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Betty Fox, mother of Terry Fox photographed this week in Prince Edward Island. Betty Fox has been on a marathon of her own, travelling and spreading the word that cancer research needs more money. (Nina Linton/Nina Linton for The Globe and Mail)
Betty Fox, mother of Terry Fox photographed this week in Prince Edward Island. Betty Fox has been on a marathon of her own, travelling and spreading the word that cancer research needs more money. (Nina Linton/Nina Linton for The Globe and Mail)

Obituary

Betty Fox, cancer-advocacy champion and mother of Terry Fox, dies Add to ...

Betty Fox, mother of cancer hero and Canadian icon Terry Fox, has died.

Ms. Fox, who was in her early 70s, had been suffering from complications from diabetes and arthritis. She is survived by her husband, Rolly, two sons, a daughter, and several grandchildren.

Ms. Fox was an ordinary woman who rose to a profound challenge when her middle son Terry was diagnosed with osteogenic sarcoma in March, 1977, and had his right leg amputated above the knee. He was 18. He was barely out of treatment - 16 months of chemotherapy and rehabilitation - when he revealed his goal of running across the country on his one good leg and a prosthesis to raise money for cancer research. Initially she was against the plan, but came around when she saw the intensity of his commitment.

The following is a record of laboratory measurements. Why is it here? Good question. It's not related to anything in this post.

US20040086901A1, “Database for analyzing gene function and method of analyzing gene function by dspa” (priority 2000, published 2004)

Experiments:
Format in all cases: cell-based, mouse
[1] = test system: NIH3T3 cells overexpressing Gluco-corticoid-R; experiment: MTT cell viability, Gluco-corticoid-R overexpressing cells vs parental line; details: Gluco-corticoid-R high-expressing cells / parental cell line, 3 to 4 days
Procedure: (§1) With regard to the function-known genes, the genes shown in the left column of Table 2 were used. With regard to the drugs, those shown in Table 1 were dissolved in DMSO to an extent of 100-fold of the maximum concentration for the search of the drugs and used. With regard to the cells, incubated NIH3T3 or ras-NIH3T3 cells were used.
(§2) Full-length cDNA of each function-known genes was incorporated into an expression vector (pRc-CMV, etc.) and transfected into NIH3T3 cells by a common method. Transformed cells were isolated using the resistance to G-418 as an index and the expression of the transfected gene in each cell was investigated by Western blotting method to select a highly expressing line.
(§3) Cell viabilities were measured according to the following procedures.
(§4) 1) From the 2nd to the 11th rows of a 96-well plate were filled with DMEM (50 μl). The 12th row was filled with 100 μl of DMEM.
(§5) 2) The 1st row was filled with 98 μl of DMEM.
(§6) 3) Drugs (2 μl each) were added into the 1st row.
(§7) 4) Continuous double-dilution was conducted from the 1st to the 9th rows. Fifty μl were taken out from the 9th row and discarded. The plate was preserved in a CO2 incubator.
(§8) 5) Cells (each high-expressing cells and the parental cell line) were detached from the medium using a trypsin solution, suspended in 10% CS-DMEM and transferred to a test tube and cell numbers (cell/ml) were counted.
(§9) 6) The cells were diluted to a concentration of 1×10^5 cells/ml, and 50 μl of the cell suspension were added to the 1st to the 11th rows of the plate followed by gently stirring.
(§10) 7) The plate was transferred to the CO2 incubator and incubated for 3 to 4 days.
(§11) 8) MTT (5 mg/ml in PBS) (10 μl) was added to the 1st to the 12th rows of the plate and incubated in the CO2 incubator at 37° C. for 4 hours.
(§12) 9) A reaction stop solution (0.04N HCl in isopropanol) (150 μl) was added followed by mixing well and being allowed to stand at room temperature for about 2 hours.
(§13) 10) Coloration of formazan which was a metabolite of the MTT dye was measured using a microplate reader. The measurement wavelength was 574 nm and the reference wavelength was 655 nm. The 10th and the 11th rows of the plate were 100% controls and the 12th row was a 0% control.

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Endorsing his dream meant suppressing her maternal instincts to keep him safe at home under her protective eye. In retrospect, she believed that her son's life had a higher purpose, that contracting cancer was a pre-ordained affliction so that he could inspire others to support his cause: cancer research. "I strongly believe that we all have a guardian angel, and for me Terry is certainly it," she told a journalist in 2000.

Back in the 1970s, cancer was shrouded in fear and ignorance. Many couldn't even say the word, referring to the disease as the Big C - as though even to pronounce it aloud might incur bad luck. Terry died knowing that he had raised more than $24-million for cancer research, one dollar for every person living in Canada at the time.

In the 30 years since, Betty Fox ferociously protected her son's memory, fought off the commercialization of his name and championed the Marathon of Hope to keep his legacy alive and to pursue his goal of finding a cure for cancer. Along with hockey legend Bobby Orr, singer Anne Murray, race-car driver Jacques Villeneuve, figure skater Barbara Ann Scott, Senator Roméo Dallaire, astronaut Julie Payette and actor Donald Sutherland, she donned a white suit to represent her son's place in the hearts of Canadians and helped carry in the Canadian flag at the opening ceremonies of the Vancouver Olympics in February, 2010. Two weeks later, she and her husband walked across B.C. Place Stadium in Vancouver carrying the Paralympic torch to ignite the flame that officially opened those games.

"Carrying the flame in meant so much to both of us because we were carrying it for Terry, not for us or our family, but for our son," she said. "I have to say that I know Terry's watching and he would be so proud of all these athletes for the Paralympics."